A deadly string of attacks in Iraq killed 93 on Thursday and wounded many more in the second deadliest day since U.S. troops left in December. The wave of killings included targeted attacks of Christians in Mosul, the country's third largest city and near the ancient city of Nineveh. "With the spotlight currently on Syria, Nigeria, and Afghanistan and the pullout of U.S. troops from Iraq last December, Iraq has been placed on the back-burner. But we as Christians in the West must continue to pray for our brothers and sisters in Iraq, who face extinction if we don't pray and advocate for them," read a press statement from Open Doors.
Another "blue on green" attack in Afghanistan took place this week, with two U.S. service members killed by a newly recruited Afghan policeman. A NATO helicopter crashed in Kandahar province, killing 11.
Whoever wins the presidency will face urgent international threats to U.S. interests, warns former U.S. Ambassador to the UN John Bolton. Oil prices are so important to global economic recovery that "instability and conflict in the Levant could well contribute to another recession," he wrote. And as if on cue, the White House is reportedly "dusting off plans" for a potential release of U.S. strategic oil reserves. Sanctions against Iran, coupled with instability across the Gulf region, are threatening a drastic rise in prices with a drop in supply.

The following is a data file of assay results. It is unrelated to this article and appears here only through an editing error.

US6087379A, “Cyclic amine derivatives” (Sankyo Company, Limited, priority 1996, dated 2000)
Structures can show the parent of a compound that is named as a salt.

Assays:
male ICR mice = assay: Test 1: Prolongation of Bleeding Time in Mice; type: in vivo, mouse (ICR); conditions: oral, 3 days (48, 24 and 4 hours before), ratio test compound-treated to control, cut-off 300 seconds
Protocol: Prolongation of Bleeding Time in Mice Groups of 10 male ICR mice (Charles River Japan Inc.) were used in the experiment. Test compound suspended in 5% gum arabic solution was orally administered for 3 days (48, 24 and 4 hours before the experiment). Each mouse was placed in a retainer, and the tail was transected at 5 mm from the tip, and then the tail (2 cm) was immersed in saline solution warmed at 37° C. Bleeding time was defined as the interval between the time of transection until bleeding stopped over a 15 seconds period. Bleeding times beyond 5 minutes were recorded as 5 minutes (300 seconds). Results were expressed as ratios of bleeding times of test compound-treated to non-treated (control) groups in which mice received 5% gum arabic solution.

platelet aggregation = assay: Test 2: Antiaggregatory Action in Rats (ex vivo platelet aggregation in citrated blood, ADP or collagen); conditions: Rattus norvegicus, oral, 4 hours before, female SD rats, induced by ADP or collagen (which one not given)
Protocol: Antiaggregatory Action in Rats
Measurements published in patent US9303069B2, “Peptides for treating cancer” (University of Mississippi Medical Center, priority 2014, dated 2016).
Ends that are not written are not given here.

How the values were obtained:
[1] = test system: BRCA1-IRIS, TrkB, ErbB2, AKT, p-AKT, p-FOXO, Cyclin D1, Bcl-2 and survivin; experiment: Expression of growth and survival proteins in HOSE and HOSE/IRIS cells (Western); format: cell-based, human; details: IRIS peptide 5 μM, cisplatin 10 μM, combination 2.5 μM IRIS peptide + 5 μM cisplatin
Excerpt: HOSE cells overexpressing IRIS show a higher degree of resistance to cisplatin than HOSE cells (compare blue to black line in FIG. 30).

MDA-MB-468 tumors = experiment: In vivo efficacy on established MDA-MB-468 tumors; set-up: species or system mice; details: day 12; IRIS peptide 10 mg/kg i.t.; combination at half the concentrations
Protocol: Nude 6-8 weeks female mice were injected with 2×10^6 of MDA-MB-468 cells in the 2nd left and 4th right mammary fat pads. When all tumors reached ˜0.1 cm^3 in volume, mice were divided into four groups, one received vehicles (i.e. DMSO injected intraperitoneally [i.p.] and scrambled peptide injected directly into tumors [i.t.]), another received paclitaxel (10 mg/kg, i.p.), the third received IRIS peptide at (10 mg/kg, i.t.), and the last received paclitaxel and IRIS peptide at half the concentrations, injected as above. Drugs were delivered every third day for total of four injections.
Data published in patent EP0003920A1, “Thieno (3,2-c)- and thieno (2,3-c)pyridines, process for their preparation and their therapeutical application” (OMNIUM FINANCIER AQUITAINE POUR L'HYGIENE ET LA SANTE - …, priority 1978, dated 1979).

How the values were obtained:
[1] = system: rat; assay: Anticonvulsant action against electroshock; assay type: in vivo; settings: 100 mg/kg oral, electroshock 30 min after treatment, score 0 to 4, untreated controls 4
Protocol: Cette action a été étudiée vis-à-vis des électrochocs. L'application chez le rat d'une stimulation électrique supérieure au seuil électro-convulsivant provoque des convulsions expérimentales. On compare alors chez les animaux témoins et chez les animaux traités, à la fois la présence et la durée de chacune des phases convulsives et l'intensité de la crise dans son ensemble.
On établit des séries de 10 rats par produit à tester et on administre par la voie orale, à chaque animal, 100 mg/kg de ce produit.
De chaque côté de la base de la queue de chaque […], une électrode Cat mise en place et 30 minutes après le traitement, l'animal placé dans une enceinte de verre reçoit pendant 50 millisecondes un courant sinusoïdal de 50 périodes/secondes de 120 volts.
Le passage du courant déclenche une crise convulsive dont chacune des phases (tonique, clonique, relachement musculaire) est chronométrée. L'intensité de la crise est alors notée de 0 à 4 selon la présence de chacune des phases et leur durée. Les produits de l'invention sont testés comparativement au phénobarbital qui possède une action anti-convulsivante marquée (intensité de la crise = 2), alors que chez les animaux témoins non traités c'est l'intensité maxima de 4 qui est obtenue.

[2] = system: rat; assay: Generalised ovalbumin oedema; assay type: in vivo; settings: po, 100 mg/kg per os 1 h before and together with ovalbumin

Sudanese officials have freed Rudwan Dawod, the U.S. aid worker arrested, tried, and rearrested in Sudan on terrorism charges. "We understand that the government of Sudan is saying he is free to leave," said Tom Prichard, the director of Sudan Sunrise, a relief and reconciliation organization that employs Dawod as a project director in his homeland.
In defense of Fareed Zakaria, whom CNN suspended last week over suspected plagiarism: I agree with Wall Street Journal columnist Bret Stephens that the lifting of text from another story appeared unintended, or thoughtless. Having made a full apology, Zakaria can be forgiven. I also, having once lunched with Fareed, agree with Stephens that the Time columnist and CNN host "anchors one of the few shows that treats foreign policy seriously, that aims for an honest balance of views, and that doesn't treat its panelists as props for an egomaniacal host. He's also one of the few prominent liberals I know who's capable of treating an opposing point of view as something other than a slur on human decency."
We're watching: The suicide rate in the U.S. Army and other branches of services. Suicides among active-duty soldiers in July more than doubled from June, with 26 active duty military personnel killing themselves in July alone.